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Dr. Thomas Yadegar and Other Allergists Discuss Strong Allergy Season


2017 may be one of the worst allergy seasons on record and it is hitting earlier this year with high winds and explosive (beautifully floral) brush containing high yielding pollens.

"All over the country we have seen record rainfall this season.  We still have a month left of winter yet grass is sprouting, leaves are growing and flowers are blooming.  Add warmer than normal temperatures to the mix and this is the perfect recipe for an early allergy season. Allergy season usually begins with the start of Spring in March, yet many may start their symptoms as early as February if they are allergic to what’s blooming."

According to Healthline, the worst offenders are:

  • ragweed: throughout North America
  • mountain cedar: Arkansas, Missouri, Oklahoma, and Texas
  • ryegrass: throughout North America
  • maple: throughout North America
  • elm: throughout most of North America
  • mulberry: throughout the United States (but rare in Florida and desert regions of the country)
  • pecan: Southeastern United States
  • oak: throughout North America
  • pigweed/tumbleweed: throughout North America
  • Arizona cypress: Southwestern United States

Allergy Prevention Tips

Over 67 million Americans suffer from allergies every day. Pollen.com is your resource for an up-to-date local pollen count for every state across our nation.

We don’t want allergies to control your life. Severe allergy sufferers: get the up-to-the-minute local pollen count you need to help plan your daily activities…so you can take your allergy medication when it matters…before the allergies start.

  • Keep your windows closed in your home and car to avoid letting in pollen, especially when the local pollen count is high. Set your air conditioners to re-circulate in your home and vehicle, to avoid drawing in outside pollen-rich air.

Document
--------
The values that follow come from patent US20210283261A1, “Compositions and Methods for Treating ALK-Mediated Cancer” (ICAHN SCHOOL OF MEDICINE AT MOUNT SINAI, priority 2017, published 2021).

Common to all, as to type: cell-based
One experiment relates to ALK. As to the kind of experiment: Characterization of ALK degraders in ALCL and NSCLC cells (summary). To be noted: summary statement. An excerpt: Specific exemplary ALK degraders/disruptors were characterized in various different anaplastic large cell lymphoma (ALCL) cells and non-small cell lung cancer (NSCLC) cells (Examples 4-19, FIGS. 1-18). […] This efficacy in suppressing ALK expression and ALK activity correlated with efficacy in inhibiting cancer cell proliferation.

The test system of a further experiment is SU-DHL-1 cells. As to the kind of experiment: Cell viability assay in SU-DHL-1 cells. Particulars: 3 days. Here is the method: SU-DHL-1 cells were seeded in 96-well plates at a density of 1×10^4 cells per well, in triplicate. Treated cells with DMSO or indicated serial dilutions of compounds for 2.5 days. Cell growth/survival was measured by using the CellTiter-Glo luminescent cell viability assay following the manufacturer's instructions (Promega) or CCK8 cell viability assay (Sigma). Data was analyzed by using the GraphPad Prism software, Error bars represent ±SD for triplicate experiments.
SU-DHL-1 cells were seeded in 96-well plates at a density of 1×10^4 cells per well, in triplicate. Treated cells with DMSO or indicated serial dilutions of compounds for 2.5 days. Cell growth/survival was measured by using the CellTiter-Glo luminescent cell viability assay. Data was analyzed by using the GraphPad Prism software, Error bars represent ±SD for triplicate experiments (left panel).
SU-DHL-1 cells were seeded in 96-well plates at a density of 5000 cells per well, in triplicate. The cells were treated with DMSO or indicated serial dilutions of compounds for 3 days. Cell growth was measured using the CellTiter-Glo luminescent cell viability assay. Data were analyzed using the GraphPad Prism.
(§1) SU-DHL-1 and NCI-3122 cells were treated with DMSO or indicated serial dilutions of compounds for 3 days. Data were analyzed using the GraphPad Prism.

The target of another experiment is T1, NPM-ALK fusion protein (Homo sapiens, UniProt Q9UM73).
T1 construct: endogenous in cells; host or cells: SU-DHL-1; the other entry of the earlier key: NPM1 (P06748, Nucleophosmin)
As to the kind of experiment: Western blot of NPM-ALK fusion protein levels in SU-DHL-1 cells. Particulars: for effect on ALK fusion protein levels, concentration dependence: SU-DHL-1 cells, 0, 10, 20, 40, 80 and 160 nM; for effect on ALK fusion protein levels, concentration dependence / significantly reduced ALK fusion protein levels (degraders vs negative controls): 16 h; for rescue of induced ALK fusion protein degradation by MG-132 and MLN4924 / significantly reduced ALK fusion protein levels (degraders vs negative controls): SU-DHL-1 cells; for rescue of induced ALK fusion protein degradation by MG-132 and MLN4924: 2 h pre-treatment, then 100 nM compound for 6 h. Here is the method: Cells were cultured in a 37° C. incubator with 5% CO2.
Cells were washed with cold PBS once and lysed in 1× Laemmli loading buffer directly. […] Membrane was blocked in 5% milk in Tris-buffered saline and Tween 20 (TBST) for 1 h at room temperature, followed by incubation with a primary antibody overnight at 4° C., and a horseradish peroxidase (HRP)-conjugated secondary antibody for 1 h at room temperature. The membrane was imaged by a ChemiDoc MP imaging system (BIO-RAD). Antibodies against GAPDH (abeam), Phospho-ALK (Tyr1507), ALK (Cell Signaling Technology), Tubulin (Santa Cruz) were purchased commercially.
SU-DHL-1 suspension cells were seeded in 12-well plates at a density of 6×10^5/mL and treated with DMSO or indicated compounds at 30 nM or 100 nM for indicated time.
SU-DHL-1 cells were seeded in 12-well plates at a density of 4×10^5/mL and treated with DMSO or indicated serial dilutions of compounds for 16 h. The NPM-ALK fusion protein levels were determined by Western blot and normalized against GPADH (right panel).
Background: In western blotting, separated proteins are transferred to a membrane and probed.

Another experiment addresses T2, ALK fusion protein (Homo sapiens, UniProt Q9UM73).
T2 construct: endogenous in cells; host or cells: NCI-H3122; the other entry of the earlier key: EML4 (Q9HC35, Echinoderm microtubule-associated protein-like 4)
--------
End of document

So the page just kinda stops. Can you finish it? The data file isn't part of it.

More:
• The pollen counts are the highest between 5am and 10am, so limiting your outside exposure during those times can be extremely helpful for diminishing your allergies.
  • Limit exposure on mornings that are especially warm and dry; these will usually be the high pollen count days. Days that are dry and windy also have high pollen counts. The best time for outdoor activities is immediately following a heavy rainfall.
  • Avoid line drying your clothes and bedding outdoors when your
    local pollen count is high.
  • Wash your face and hands after you’ve been outside to remove pollen. Also, change and wash clothes if they’ve been exposed to pollen.
  • Bathe and shampoo hair daily before going to bed to remove pollen from hair and skin in order to keep it off your bedding. Wash bedding in hot, soapy water once a week.
  • Minimize contact with items that have come in contact with pollen, such as pets and people that have spent a large amount of time outdoors.
  • Wear sunglasses to protect your eyes from pollen, and in severe allergy cases, wear a facemask when daily pollen counts are extremely high.
  • Visit your allergist or doctor to see if the allergy shot is for you. Be consistent with your allergy medications for best results.
  • If you’re traveling, check our allergy forecasts for your destination. Also, be sure to check out our helpful traveling tips for allergy suffers.
 

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